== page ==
The system on which this volume has been compiled and edited is the same as that
described in the editorial note to the second volume of the Victoria History of Leicestershire. The same group of Leicestershire patrons, under the distinguished chairmanship
of Sir Robert Martin, have continued their generous grants for the support of a local
editor, and the University of London has watched over the whole enterprise and published the results.
This is the first volume in the Victoria History series to be devoted exclusively to the
history of a provincial town. Like its two predecessors, the second and third volumes
of the Victoria History of Leicestershire, it was planned by Dr. W. G. Hoskins, while
still Reader in English Local History at the University College, Leicester, now the
University of Leicester. Dr. Hoskins also commissioned many of the articles that form
the volume, but, owing to his departure for Oxford, he was unable to edit them.
Designed to cover the history of Leicester since the Conquest, this volume falls into
three main parts. The first part covers the political, social, economic and administrative
history of the town as a whole. For this purpose the history of Leicester has been
divided into four periods, and for each period there are two parallel chapters. In addition
there are chapters on education and, for the period since 1835, on three of Leicester's
industries. There is no separate article, however, on engineering: it was deemed impossible to divide engineering in the city from engineering in the county, and the whole
history of engineering in Leicester and in Leicestershire has been treated in a single
chapter in Volume III. The second part of the present volume covers the topography
of the area which constituted the borough until 1891. In this part it was found inconvenient, and in some respects impracticable, to deal with all the various subjects within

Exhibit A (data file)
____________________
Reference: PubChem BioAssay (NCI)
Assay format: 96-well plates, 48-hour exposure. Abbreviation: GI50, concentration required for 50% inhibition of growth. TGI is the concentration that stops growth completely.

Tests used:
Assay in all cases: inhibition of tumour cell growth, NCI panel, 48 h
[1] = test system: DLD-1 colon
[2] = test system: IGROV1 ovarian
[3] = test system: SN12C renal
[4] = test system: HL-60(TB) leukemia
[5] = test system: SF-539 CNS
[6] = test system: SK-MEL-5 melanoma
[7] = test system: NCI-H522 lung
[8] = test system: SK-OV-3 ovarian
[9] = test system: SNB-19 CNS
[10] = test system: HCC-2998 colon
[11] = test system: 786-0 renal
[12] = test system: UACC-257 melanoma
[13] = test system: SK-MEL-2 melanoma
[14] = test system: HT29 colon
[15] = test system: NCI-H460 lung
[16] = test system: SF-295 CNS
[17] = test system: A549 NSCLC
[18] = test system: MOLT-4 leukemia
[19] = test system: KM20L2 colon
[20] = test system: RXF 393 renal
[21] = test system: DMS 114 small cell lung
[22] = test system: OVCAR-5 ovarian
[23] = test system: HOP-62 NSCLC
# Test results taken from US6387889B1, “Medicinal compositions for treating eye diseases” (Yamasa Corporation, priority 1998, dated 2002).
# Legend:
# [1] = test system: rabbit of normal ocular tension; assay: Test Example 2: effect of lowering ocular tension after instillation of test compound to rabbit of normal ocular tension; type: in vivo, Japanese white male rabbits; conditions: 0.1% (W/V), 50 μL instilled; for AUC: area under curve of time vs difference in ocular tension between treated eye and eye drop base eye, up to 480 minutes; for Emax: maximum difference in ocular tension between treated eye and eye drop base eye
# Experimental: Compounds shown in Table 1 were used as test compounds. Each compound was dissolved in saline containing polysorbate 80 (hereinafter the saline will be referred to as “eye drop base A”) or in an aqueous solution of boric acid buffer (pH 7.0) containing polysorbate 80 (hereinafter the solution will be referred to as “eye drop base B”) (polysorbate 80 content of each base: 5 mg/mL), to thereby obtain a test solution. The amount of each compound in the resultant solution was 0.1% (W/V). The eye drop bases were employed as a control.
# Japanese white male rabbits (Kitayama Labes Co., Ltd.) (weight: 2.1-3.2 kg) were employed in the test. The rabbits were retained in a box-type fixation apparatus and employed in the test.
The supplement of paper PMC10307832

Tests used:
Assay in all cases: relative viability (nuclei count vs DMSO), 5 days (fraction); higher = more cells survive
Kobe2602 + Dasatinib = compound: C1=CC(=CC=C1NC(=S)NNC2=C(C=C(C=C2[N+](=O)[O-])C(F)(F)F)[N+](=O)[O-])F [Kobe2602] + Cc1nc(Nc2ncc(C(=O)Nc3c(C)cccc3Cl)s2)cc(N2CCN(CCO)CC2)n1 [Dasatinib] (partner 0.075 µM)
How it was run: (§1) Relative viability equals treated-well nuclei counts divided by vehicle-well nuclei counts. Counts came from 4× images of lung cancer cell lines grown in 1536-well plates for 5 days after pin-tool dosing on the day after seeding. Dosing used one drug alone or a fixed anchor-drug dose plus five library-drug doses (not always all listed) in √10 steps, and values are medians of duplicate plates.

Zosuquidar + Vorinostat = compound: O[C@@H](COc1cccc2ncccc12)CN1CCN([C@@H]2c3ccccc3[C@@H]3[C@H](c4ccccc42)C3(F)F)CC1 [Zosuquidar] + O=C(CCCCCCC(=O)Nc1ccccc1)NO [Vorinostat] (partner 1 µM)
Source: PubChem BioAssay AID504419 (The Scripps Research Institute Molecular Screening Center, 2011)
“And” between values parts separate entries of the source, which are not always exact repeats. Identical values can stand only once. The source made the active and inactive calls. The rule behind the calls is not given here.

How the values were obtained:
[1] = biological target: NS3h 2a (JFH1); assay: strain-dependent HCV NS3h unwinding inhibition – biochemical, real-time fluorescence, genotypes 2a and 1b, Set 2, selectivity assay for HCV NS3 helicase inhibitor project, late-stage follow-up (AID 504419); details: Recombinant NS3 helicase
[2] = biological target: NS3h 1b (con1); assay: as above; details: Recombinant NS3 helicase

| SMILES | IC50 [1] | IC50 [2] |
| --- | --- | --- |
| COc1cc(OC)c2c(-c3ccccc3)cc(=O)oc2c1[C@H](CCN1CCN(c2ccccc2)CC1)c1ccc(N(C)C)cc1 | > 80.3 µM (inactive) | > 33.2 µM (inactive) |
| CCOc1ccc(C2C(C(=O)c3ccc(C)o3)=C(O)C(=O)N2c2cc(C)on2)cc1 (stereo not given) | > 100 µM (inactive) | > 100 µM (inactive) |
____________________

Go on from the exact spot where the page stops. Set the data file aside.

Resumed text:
the topographical framework familiar to readers of parish histories in this series. There
are, therefore, in addition to chapters on the several parishes and liberties, separate
chapters on mills, lost churches, Roman Catholic and Protestant nonconformity, the
borough charities, and almshouses and hospitals. The third part of the volume covers
the topography of the areas added to Leicester at various dates since 1891. It may be
specially mentioned that the history of the population and physical growth of the city,
which is the work of Mr. C. T. Smith, has been woven into the chapters on social and
administrative history since 1660, and not reserved, as in rural Leicestershire, for
For general help in the preparation of the volume, and especially for advice upon
architectural descriptions, thanks are due to Professor Jack Simmons. Thanks are also
due to Mr. C. D. B. Ellis for his advice, particularly on the history of charities. The
services of Dr. L. A. Parker, the Leicestershire County Archivist, and Mr. G. A.
Chinnery, the Leicester City Archivist, are recalled with like appreciation. Information
provided by Mr. A. Wright, of Leicester City Library, and by Mr. J. Hill, of Leicester,
about the history of the City in the nineteenth and twentieth centuries is gratefully
acknowledged, as is also the permission given by parochial incumbents, clerks of
charities, and others to consult records in their possession.
The articles in this volume were in preparation up to the summer of 1956, and do
not take account of changes which have taken place since then, notably the transformation of University College, Leicester, into the University of Leicester.